National Police Day (Egypt)
|National Police Day|
|Next time||25 January 2019|
The holiday commemorates and is a remembrance for 50 police officers killed and more wounded when they refused British demands to hand over weapons and evacuate the Ismaïlia Police Station on 25 January 1952. The British Army surrounded the police station, then brought tanks in and took over the station. The event was photographed by a local man and photos were published, inciting anger and riots throughout Egypt.
January 25 was declared as an official holiday in 2009 by Egyptian President Hosni Mubarak to recognize the efforts of Egyptian police to maintain security and stability in Egypt and acknowledge their sacrifices.
When the Egyptian police drifted away from their duty of keeping civilians and country safe and began humiliating people to back Mubarak's corrupt regime, a number of Egyptian opposition groups had chosen this day to start mass protests in 2011, which turned into a massive popular revolution which swept across the country on January 28. This revolution is known as the Revolution of 25 January. President Hosni Mubarak stepped down from office, and the Supreme Council of the armed forces took over the governing of the country.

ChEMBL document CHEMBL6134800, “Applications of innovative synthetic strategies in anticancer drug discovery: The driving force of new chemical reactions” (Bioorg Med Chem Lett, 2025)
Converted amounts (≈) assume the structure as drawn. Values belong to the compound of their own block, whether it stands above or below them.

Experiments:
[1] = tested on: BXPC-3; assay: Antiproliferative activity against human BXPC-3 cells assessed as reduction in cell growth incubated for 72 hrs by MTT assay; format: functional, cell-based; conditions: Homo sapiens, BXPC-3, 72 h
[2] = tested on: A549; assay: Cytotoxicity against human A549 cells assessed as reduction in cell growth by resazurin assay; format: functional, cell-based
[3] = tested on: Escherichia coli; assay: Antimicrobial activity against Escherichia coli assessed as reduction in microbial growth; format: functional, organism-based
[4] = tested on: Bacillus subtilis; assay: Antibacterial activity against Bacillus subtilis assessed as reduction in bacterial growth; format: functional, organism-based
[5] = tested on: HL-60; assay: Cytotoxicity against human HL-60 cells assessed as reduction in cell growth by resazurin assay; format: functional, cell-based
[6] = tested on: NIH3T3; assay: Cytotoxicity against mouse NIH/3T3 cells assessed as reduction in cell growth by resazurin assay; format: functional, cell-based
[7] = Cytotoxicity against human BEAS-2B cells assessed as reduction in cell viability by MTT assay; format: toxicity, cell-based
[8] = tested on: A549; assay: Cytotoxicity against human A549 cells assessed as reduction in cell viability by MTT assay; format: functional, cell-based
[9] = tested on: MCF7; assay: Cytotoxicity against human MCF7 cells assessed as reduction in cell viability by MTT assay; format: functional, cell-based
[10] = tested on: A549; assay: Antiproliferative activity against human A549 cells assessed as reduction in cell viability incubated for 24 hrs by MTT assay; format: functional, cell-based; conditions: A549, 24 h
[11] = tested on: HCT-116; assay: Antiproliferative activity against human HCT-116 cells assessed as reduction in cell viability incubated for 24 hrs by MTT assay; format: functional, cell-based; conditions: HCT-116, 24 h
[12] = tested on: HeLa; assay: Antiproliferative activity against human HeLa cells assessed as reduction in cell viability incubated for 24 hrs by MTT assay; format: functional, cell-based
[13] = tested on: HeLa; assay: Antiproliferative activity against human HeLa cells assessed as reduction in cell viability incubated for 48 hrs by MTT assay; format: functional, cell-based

- El-Hennawy, Noha (2011-01-27). "The making of a police state: From the battle of Ismailiya to Khaled Saeed". Al-Masry-Al-Youm. Retrieved 2012-01-06.
- Beattie, Andrew (2005). Cairo: A Cultural History. Oxford University Press. p. 191.
- Hopwood, Derek (1991). Egypt, Politics and Society, 1945-1990. Psychology Press. pp. 31–32.
- Osman, Ahmed Zaki (2011-01-24). "Egypt's police: From liberators to oppressors". Al-Masry-Al-Youm. Retrieved 2012-01-06.
|This holiday-related article is a stub. You can help Wikipedia by expanding it.|